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Visiontek USB 3.0 Pocket SSD review: Convenient form factor, fast reads, slow writes

Jon L. Jacobi | Feb. 10, 2016
This USB 3.0 thumb drive rivals Samsung's T1 in read speed, but writes barely faster than a hard drive.

visiontek pocketssd all
Credit: Visiontek

USB flash drives have become the almost universal method of sneakernetting small amounts of data. Small by today’s standards, anyway. However, it’s getting to the point where these thumb drives can take on the larger data sets that had, until now, been the province of portable hard drives. Witness Visiontek’s USB 3.0 Pocket SSD. Little larger physically than the average flash drive, it starts at 128GB capacity and maxes out at a substantial 512GB.

There's also no surtax for the higher capacities, as there has often been in the USB thumb drive market. The Visiontek Pocket SSD is actually a bit pricier per gigabyte in its lower capacities, though all can be had for between 30 and 40 cents per GB if you shop around.


The 512GB Pocket SSD is a very fast reader for a USB 3.0 mass storage device, topping out at about 420MBps in AS SSD—nearly as fast as Samsung’s T1 USB 3.0 SSD. Alas, it’s only half the writer the T1 is, managing a hard drive-like 140MBps compared to the Samsung drive’s 310MBps. Random access times are quite quick, as they should be with anything NAND-based. According to VisionTek, the NAND is MLC in this case, and shouldn't suffer any write drop-offs like TLC. Then again, TLC generally performs at about 140MBps when writing. Just saying.

visiontek 20gb copies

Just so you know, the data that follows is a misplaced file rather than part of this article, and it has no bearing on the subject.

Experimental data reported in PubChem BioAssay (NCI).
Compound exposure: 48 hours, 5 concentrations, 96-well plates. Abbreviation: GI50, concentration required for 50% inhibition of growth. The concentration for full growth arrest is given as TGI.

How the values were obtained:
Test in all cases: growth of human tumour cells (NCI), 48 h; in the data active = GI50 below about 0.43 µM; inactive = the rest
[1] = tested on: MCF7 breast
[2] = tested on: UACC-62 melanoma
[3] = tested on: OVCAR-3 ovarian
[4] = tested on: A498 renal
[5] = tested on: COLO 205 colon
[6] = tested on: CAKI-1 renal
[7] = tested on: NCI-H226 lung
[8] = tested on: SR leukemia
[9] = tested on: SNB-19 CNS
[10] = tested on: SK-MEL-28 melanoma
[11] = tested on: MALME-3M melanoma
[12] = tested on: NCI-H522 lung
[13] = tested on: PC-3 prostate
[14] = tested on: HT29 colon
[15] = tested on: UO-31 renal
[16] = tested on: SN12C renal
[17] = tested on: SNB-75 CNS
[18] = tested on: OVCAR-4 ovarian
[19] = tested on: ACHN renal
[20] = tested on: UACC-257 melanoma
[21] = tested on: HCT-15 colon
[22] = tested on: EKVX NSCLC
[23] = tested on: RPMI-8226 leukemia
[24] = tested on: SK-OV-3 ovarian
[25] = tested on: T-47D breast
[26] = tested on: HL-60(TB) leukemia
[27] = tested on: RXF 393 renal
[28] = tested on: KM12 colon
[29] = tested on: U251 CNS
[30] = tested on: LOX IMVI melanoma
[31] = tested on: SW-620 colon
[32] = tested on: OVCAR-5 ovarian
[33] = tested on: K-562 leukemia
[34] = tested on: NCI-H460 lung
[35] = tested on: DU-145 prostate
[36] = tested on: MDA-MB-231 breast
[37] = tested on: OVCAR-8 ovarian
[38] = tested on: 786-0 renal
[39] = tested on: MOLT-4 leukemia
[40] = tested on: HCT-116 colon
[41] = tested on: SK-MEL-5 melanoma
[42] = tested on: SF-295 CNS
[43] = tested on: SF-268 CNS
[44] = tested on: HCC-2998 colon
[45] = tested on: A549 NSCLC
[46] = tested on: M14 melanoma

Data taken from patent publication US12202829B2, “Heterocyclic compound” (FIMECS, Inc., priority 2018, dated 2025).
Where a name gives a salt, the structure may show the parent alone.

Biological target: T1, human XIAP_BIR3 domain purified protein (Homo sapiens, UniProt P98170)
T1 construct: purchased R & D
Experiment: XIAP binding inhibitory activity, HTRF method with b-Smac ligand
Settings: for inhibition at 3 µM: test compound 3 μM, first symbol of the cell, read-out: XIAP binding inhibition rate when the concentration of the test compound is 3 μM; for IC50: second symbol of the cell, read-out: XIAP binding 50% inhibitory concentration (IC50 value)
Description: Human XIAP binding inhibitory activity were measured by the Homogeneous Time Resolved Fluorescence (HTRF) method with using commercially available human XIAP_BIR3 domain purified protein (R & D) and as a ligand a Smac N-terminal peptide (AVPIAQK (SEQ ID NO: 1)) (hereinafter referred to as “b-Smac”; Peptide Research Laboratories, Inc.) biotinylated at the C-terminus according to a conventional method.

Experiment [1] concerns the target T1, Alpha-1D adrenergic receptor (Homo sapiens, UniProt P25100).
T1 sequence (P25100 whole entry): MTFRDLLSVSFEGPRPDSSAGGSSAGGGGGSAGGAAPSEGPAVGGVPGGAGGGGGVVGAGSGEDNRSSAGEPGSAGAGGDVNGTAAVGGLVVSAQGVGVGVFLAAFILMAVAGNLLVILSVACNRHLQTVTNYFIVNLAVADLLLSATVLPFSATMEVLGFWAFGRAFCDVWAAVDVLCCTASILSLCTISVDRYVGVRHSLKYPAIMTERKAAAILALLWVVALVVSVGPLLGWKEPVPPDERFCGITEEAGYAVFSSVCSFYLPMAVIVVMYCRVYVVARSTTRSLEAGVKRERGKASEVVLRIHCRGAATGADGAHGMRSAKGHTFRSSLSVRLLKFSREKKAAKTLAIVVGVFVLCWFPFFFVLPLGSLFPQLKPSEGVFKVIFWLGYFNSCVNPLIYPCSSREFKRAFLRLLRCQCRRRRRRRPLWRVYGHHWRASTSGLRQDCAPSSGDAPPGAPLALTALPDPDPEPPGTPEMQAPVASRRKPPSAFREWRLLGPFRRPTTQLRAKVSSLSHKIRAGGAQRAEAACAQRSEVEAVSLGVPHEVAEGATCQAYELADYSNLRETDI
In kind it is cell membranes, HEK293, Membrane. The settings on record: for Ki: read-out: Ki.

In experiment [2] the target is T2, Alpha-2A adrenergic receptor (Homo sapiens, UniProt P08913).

While a very good reader, the Pocket SSD was actually outperformed in sustained writes by a Seagate Backup Plus Fast USB 3.0 hard drive (using RAID 0).  (Click to expand).

visiontek as ssd
While the VisionTek Pocket SSD matched up well with the Samsung T1 reading, and even when writing our 20GB set of small files and folders, it was distinctly overmatched when it came to writing our single 20GB archive. (Click to expand).

I quite like the convenience of the Visiontek USB 3.0 Pocket Drive as well as its read performance. But as affordable as it is, I wish it were a bit cheaper. Why? Because when I perused Amazon, the 512GB version of the Samsung T1 was available for $150, while the same-capacity Pocket SSD cost $180. It should go without saying that a faster drive for less money is the more attractive purchase. I’m guessing that with the release of Samsung’s metal-jacketed T3, which is to be available in up to 2TB capacities, the price of the T1 might dip even a bit further.

Also, the Samsung T1, while a different form factor, actually feels a bit lighter and fits in most pockets as easily as a thumb drive. In many cases, more comfortably. That said, I like a little heft in my thumb drives as it makes them a tad easier to locate in my pocket- and compartment-mad backpack. I'd also bet on the Pocket SSD surviving heavy abuse better than the T1. 


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